Family Tree Tuesday – Woody Guthrie
Woody Guthrie is best known as an American singer-songwriter and folk musician. His musical legacy includes hundreds of political, traditional and children’s songs, ballads and improvised works. His best-known song is “This Land Is Your Land.” Many of his recorded songs are archived in the Library of Congress. He frequently performed with the slogan This Machine Kills Fascists displayed on his guitar. Guthrie has been acknowledged as a major influence for songwriters such as Bob Dylan, Phil Ochs, Bruce Springsteen, John Mellencamp, Pete Seeger, Joe Strummer, Billy Bragg and Tom Paxton.
Woodrow Wilson Guthrie was born in Okemah, Oklahoma to Nora Belle and Charles Edward Guthrie. This Saturday, July 14th would have been his 100th birthday. His parents named him after Woodrow Wilson, who was at the time Governor of New Jersey and the Democratic candidate soon to be elected President of the United States. Guthrie seemed to have a natural affinity for music and easily learned to “play by ear.” He easily learned old ballads and traditional English & Scots songs from the parents of friends. Although he did not excel as a student, his teachers described him as bright. He had dropped out of high school in his fourth year and did not graduate. He was an avid reader on a wide range of topics.
Many of Guthrie’s songs are about his experiences in the Dust Bowl era during the Great Depression, earning him the nickname the “Dust Bowl Troubadour.” Guthrie traveled with migrant workers from Oklahoma to California and learned traditional folk and blues songs. Although he seemingly was not a member of any, throughout his life Guthrie was associated with United States communist groups.
His most famous song, “This Land Is Your Land” was written in February 1940 inspired by his experiences during a cross-country trip and his distaste for “God Bless America” as he thought the lyrics were unrealistic and complacent.
During his later years, in spite of his illness, Guthrie served as a figurehead in the folk movement, providing inspiration of new folk musicians, including mentor relationships with Ramblin’ Jack Elliott and Bob Dylan. Guthrie died on October 3, 1967 from complications of Huntington’s disease, a progressive genetic neurological disorder.
Although Guthrie’s catalog never brought him many awards while he was alive, in 1988 he was inducted into the Rock and Roll Hall of Fame and in 1997 was inducted into the Oklahoma Music Hall of Fame. He was honored with the Grammy Lifetime Achievement Award in 2000.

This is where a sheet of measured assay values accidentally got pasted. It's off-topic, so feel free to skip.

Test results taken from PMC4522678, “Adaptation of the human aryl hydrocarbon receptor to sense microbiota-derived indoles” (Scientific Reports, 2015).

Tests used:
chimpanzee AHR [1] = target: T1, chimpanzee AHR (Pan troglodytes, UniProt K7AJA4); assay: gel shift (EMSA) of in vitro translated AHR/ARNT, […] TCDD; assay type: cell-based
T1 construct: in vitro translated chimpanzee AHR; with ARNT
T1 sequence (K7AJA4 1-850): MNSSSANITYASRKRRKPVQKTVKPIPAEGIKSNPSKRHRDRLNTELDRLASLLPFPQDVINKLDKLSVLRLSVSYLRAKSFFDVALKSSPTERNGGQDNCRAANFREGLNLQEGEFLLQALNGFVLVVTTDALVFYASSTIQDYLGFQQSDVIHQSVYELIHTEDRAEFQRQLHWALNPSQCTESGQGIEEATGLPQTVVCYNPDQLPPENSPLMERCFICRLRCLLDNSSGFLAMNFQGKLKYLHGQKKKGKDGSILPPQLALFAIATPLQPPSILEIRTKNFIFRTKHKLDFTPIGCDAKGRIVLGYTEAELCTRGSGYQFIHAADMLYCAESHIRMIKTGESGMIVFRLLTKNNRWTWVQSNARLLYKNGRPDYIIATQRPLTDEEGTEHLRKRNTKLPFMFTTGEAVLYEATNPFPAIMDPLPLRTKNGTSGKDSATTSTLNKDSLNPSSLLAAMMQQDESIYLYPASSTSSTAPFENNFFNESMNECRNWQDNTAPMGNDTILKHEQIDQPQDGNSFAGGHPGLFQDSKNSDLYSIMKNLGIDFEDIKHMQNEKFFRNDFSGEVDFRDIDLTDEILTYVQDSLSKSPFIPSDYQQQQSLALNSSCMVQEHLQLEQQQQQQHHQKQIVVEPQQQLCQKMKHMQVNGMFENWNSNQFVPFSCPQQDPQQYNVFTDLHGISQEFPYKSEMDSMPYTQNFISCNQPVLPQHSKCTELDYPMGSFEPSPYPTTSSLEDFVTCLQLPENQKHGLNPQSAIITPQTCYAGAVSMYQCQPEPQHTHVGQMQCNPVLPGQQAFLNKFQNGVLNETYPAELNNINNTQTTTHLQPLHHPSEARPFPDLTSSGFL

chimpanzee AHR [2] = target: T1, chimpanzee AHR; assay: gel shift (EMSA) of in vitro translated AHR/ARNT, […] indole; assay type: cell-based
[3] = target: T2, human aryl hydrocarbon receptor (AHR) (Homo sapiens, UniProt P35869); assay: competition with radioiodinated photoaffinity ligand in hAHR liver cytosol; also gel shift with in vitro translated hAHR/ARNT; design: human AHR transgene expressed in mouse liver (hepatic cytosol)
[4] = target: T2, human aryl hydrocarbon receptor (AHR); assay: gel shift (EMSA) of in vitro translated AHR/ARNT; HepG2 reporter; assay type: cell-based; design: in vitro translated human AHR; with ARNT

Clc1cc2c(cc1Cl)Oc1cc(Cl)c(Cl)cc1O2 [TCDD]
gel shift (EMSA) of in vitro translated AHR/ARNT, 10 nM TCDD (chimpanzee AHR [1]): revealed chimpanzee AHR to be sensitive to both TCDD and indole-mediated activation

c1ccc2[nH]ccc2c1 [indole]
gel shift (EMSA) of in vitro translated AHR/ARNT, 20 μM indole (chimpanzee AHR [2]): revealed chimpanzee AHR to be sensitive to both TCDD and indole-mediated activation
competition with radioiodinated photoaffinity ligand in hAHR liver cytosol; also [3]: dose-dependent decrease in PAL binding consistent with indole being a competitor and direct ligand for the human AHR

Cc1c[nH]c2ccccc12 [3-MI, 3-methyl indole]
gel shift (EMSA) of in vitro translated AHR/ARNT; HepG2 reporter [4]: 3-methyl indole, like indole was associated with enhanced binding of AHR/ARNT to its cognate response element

Guthrie was married three times and fathered eight children. His second wife was Marjorie Greenblatt, a dancer of the Martha Graham Company and later became a dance teacher opening her own dance school in the late 1940s. Her mother was renowned Yiddish poet Aliza Greenblatt. Marjorie founded the Committee to Combat Huntington’s Disease following the death of her ex-husband, Woody Guthrie, which eventually became the Huntington’s Disease Society of America.
Arlo Guthrie, one of Woody and Marjorie’s children is also an American folk musician. Like his father, Arlo is known for singing songs of protest against social injustice. One of his better known works is “Alice’s Restaurant Massacree”, a satirical talking blues song about 18 minutes in length. He was awarded the Peace Abbey Courage of Conscience award on September 26, 1992. Arlo and his wife Jackie’s children Sarah Lee, Cathy and Abe have also become musicians. Sarah Lee performs and records with her husband Johnny Irion. Their music combined Irion’s love of pop music, rock and blues with Guthrie’s roots of folk and country. Cathy plays ukulele in a group named Folk Uke which she formed with Amy Nelson, the daughter of Willie Nelson. Abe was formerly in a folk-rock band called Xavier, and now tours with his father. Abe’s son, Krishna, is a drummer and toured with Arlo Guthrie on his European tour in 2006.
Woody and Marjorie’s daughter Nora Lee Guthrie oversees the Woody Guthrie Foundation located in New York City. She approached English folk/pop singer Billy Bragg in 1995 to create music for some of the many poems that her father wrote but never developed into songs. To help with the project, Bragg enlisted the band Wilco which resulted into two albums titled Mermaid Avenue (1998) and Mermaid Avenue Vol. II (2000). The albums were named after the street in Coney Island, New York where Nora Lee lived with her parents as a child. In 2008, Guthrie won a Grammy Award for Best Historical Album for her work as a producer of The Live Wire, a re-engineered release of a live Woody Guthrie concert recorded on a wire recorder. She has continued curating her father’s work for his centennial celebration with the album New Multitudes.
Did you know Woody Guthrie’s recordings in the early 1940s included a “Copyright Warning”? It stated “This song is Copyrighted in U.S., under Seal of Copyright # 154085, for a period of 28 years, and anybody caught singin it without our permission, will be mighty good friends of ourn, cause we don’t give a dern. Publish it. Write it. Sing it. Swing to it. Yodel it. We wrote it, that’s all we wanted to do.” Currently the copyright in much of Woody’s songs is claimed by a number of different organizations.
Check out Woody Guthrie’s family tree!